Record on Quantum Entanglement at a Distance Broken, Pulling in The Timeline for a Quantum Internet

As quantum computing makes technological strides that will allow for its general adoption, many ancillary areas of research need to be explored for it to be usable in the real world. Researchers in China have now managed to entangle two quantum memories (devices that can store information on quantum states for retrieval at a later time) across the greatest distance ever recorded – 12.5 Km. The step brings the concept of a quantum internet closer to fruition: one that allows decentralized communication between quantum computers.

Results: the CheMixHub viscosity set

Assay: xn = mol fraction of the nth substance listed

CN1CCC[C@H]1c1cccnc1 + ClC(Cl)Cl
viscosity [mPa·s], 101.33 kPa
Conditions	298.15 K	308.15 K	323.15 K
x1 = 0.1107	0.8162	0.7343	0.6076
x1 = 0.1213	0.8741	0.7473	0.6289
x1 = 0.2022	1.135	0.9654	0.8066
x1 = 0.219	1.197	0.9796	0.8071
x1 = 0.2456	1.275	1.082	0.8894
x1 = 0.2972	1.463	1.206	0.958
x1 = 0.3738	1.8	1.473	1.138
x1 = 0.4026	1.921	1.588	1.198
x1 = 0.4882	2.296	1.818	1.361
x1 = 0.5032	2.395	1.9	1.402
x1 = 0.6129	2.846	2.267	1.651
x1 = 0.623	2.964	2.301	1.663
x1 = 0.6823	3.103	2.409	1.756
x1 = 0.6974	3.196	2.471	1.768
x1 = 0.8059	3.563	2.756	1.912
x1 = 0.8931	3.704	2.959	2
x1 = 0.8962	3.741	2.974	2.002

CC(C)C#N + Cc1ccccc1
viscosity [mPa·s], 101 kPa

Working with the University of Science and Technology of China and the Jinan Institute of Quantum Technology (opens in new tab), the researchers showed that the entangled quantum memories could maintain coherence even when they have an urban environment between them. It is because it was already a known element of entanglement – the process where two quantum units (such as qubits or quantum memories) correlate so that their states – and thus, content – can’t be described separately.

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